Developing Spiritual Practice with Children – DRE Corinna Whiteaker-Lewis

When people have asked me if I pray or meditate, I have long said “ummm…making a to-do list is my form of meditation.” And that has been true for a long time – I remember that in college I started keeping a basket with paper and pen in it, and before I went to sleep I would write down the things that I needed to do. It helped me clear my mind, get whatever was bothering me out of my head and onto paper, and pretty much allow me a restful night’s sleep.

BUT, and this is a big but, a to-do list is for things we actually have some amount of control over. Not things that we don’t. I am about half-way through my 50th trip around the sun, and it is only recently that I have realized that I need a way to process those things that I have no control over. I realized that I have avoided such a process primarily through reading before falling asleep, which distracts me from needing to calm any worries I may be carrying.

I was raised without any spiritual practice. As a child I did not go to church – I thought some people did, but not many. I did not have any beliefs instilled in me about God or a higher power. My first contact with religion, that I remember, was a gentle one, fortunately, at an overnight summer camp. Becoming a Unitarian Universalist as an adult, I identify as an agnostic humanist. But I find myself praying. This came upon me quite unexpectedly! My way of praying is to hold my worry in my heart and mind, and wish for it to be resolved – either for myself, or for the person I am concerned about.  Doing so right before bed results in a peacefulness that helps me transition to sleep. I have stopped the practice of reading myself to sleep. I wish I had discovered this long ago, when my children were young, so I could have helped them develop a spiritual practice, too.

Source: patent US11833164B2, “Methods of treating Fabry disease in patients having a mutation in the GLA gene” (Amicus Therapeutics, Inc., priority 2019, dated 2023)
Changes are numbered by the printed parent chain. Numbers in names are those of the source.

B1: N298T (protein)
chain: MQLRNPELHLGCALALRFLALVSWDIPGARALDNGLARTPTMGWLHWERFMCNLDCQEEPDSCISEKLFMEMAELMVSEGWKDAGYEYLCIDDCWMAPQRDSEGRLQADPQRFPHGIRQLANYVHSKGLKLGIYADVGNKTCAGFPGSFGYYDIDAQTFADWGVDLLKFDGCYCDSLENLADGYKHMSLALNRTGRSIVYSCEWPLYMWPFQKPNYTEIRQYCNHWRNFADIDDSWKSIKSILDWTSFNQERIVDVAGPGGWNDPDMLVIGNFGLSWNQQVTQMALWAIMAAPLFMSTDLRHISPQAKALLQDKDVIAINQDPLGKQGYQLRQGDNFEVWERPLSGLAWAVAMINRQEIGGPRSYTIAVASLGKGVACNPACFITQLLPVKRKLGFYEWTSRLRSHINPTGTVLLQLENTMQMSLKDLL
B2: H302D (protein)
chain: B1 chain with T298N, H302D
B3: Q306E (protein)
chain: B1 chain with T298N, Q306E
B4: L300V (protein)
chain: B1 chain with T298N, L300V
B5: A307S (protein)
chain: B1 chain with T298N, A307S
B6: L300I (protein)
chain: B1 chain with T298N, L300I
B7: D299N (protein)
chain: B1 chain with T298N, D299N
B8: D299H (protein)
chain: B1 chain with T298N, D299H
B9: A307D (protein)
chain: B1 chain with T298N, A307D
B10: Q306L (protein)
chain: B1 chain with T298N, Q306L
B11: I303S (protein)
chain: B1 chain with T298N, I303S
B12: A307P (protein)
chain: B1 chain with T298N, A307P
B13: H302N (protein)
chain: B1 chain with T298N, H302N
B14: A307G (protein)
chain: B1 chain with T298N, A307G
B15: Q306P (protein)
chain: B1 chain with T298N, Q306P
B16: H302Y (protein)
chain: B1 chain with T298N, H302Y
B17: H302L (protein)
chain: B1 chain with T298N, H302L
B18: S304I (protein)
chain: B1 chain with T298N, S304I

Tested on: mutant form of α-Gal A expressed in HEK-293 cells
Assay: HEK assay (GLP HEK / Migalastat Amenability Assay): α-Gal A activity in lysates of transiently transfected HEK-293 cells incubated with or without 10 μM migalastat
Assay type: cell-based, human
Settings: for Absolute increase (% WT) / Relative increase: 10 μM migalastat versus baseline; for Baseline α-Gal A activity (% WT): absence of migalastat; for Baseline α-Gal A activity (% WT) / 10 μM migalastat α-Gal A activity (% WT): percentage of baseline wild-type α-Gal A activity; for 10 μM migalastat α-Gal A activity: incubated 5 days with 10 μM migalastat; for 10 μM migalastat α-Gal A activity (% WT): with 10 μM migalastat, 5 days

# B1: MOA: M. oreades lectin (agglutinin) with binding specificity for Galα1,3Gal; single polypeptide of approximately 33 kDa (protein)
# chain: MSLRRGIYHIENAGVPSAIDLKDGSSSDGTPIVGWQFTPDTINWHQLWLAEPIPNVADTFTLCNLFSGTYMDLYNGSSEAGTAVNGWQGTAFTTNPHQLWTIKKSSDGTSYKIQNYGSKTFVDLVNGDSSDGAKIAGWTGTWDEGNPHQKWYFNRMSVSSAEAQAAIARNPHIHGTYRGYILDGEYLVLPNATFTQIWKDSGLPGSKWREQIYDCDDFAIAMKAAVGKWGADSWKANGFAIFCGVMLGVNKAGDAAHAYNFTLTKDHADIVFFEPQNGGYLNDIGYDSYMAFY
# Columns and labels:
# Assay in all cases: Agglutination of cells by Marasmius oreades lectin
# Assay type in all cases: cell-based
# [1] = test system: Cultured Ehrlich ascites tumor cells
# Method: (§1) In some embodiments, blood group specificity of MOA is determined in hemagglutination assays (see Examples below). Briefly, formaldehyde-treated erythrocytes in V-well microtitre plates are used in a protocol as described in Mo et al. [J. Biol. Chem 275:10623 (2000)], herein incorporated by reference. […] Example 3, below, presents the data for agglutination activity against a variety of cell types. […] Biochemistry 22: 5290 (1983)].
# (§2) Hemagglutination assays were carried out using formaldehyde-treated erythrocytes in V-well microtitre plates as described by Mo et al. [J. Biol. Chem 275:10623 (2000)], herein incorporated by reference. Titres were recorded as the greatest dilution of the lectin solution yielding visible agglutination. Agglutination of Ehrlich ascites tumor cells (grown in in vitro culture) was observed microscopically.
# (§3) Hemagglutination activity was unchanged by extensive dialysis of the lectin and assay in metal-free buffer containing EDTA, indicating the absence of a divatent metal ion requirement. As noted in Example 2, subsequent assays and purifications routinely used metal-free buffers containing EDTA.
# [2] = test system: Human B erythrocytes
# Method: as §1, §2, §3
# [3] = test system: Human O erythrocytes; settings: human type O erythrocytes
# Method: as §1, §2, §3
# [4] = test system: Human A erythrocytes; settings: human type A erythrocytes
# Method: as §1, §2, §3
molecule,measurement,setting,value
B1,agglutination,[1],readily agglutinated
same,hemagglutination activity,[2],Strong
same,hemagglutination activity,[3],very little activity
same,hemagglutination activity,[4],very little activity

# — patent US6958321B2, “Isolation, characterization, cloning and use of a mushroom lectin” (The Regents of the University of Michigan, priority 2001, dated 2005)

As we move into February’s theme of Perseverance, I encourage families to set time aside to develop a practice that allows children to process their worries.  One such practice is the Metta Meditation. A few times last month our older elementary class practiced the Metta, or loving kindness, meditation in class.  This method of sending love and kindness to others comes quite naturally to children.  Research shows compellingly that it actually puts people on trajectories of growth, leaving them better able to ward off depression and become ever more satisfied with life. (Click HERE to learn more from the Greater Good Science Center at UC Berkeley)

When we practice the Metta meditation, we begin with ourselves, then move to someone you feel thankful for, then someone we feel neutral about, then someone we are mad at, and then finally the whole world. You can discuss what language you’d like to use with your child, but a standard phrasing frequently used is:

May I be healthy and strong. May I be happy. May I be filled with ease.

Ending with:

May all beings everywhere be happy.

As we explore Perseverance this month, I encourage you to do so, with your children, from a place of strength that is enhanced through a practice of prayer or meditation.

In faith,

Corinna Whiteaker-Lewis

Dir. Of Religious Education